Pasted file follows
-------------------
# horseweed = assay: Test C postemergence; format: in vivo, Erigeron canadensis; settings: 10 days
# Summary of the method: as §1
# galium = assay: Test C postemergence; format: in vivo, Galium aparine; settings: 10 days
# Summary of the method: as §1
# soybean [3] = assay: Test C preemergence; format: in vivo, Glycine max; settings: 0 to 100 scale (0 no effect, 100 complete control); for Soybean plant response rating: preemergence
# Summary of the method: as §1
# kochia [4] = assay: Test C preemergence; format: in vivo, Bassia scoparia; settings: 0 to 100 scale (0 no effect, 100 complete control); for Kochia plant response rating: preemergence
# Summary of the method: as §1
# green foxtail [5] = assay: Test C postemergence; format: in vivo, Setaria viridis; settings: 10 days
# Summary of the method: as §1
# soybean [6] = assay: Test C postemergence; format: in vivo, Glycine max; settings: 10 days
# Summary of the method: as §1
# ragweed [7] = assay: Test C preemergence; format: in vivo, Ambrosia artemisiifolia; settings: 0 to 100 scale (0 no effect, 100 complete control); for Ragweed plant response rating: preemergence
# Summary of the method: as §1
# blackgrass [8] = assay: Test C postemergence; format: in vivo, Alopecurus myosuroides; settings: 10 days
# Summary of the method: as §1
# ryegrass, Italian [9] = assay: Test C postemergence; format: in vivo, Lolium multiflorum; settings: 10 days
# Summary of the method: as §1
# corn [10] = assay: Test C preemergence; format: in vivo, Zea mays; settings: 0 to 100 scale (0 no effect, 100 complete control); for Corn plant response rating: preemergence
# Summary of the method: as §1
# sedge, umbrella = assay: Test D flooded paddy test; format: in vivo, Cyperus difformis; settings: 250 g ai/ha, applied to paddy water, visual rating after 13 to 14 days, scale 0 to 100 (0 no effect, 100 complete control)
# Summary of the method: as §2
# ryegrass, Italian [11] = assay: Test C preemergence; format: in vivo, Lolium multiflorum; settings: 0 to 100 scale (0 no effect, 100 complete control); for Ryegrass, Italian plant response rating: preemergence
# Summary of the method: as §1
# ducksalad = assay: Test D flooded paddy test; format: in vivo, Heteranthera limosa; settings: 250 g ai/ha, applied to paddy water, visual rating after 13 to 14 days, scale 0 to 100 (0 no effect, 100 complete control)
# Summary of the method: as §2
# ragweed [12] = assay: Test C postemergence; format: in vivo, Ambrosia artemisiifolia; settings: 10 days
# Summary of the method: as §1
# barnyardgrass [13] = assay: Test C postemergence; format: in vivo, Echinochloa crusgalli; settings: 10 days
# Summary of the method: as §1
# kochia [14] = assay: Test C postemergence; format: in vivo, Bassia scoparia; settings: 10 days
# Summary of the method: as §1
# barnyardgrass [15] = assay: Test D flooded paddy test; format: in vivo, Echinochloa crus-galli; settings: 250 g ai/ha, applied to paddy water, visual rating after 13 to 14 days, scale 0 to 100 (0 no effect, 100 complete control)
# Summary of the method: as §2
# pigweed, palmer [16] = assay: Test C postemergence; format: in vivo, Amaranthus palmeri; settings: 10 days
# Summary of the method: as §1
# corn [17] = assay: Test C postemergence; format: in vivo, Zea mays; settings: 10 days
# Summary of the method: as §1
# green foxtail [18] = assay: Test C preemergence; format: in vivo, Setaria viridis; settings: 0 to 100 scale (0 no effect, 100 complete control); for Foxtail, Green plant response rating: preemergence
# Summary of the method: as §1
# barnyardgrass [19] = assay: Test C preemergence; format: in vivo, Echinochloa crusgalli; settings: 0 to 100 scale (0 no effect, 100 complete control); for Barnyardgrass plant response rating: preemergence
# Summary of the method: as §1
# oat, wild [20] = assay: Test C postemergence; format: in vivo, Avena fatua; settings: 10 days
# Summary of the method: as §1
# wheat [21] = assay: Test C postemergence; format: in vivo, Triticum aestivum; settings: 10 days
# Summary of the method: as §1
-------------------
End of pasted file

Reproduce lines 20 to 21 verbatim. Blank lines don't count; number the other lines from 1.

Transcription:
# Summary of the method: as §1
# sedge, umbrella = assay: Test D flooded paddy test; format: in vivo, Cyperus difformis; settings: 250 g ai/ha, applied to paddy water, visual rating after 13 to 14 days, scale 0 to 100 (0 no effect, 100 complete control)